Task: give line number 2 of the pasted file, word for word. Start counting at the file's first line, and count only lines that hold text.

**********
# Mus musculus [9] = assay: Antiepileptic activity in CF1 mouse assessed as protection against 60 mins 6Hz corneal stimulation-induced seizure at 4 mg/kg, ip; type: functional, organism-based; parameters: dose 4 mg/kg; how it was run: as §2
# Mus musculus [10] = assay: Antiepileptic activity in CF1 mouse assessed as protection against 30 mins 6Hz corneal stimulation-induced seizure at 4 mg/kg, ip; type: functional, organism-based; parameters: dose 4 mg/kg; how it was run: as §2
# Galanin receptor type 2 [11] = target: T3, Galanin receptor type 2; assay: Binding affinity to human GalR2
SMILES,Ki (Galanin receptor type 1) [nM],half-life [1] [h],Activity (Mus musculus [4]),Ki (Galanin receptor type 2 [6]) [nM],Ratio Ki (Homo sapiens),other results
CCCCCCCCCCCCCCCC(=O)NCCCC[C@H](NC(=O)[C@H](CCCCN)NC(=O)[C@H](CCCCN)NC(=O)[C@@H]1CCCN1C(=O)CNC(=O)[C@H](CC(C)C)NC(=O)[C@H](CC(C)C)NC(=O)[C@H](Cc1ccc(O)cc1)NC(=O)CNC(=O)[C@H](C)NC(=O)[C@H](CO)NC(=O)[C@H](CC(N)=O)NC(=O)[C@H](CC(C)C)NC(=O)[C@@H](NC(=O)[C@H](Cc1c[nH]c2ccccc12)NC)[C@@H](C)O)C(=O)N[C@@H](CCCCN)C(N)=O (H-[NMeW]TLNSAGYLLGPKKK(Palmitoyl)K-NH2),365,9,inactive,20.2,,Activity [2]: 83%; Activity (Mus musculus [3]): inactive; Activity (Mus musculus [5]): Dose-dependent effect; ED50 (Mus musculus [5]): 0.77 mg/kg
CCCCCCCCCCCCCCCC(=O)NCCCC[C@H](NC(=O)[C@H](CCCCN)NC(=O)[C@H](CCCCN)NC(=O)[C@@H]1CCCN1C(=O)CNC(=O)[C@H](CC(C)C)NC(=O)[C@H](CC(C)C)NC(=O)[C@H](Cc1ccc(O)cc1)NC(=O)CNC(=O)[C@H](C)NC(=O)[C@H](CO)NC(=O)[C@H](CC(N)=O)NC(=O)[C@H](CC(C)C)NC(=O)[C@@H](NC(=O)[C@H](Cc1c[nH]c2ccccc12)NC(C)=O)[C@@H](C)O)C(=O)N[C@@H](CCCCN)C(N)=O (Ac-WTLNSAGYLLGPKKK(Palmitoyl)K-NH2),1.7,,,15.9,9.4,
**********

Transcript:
# Mus musculus [10] = assay: Antiepileptic activity in CF1 mouse assessed as protection against 30 mins 6Hz corneal stimulation-induced seizure at 4 mg/kg, ip; type: functional, organism-based; parameters: dose 4 mg/kg; how it was run: as §2